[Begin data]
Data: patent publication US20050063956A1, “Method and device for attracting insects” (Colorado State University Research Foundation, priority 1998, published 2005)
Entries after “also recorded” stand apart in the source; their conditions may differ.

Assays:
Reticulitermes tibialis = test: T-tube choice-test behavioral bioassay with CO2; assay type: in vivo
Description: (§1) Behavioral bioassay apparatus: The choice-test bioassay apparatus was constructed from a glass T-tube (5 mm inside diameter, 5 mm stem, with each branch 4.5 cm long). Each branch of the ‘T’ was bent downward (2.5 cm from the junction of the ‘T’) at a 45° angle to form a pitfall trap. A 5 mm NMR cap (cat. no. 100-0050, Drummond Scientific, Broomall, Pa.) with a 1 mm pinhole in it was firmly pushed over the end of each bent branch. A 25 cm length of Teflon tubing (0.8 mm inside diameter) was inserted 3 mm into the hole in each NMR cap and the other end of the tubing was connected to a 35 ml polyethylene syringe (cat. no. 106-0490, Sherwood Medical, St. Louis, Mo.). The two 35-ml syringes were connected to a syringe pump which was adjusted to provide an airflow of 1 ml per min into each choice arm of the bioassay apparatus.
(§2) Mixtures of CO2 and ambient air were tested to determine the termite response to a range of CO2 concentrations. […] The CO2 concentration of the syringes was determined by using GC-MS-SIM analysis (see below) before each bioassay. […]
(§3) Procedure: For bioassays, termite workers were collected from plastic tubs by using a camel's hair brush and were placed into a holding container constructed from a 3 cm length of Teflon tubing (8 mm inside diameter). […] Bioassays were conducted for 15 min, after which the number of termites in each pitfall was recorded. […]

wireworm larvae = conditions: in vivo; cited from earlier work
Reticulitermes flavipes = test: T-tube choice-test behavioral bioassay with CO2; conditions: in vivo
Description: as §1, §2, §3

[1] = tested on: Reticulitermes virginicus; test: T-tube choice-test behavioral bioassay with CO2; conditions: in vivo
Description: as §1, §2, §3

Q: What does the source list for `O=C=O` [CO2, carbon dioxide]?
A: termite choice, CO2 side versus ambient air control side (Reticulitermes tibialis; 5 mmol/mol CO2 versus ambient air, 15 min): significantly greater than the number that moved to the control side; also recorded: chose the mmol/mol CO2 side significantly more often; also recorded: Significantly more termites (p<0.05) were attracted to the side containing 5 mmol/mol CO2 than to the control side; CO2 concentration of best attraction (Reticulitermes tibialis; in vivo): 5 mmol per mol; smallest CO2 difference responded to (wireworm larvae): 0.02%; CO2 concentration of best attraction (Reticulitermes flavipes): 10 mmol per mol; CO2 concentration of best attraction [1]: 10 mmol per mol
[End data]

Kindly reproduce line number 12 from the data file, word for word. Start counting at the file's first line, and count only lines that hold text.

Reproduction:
Description: as §1, §2, §3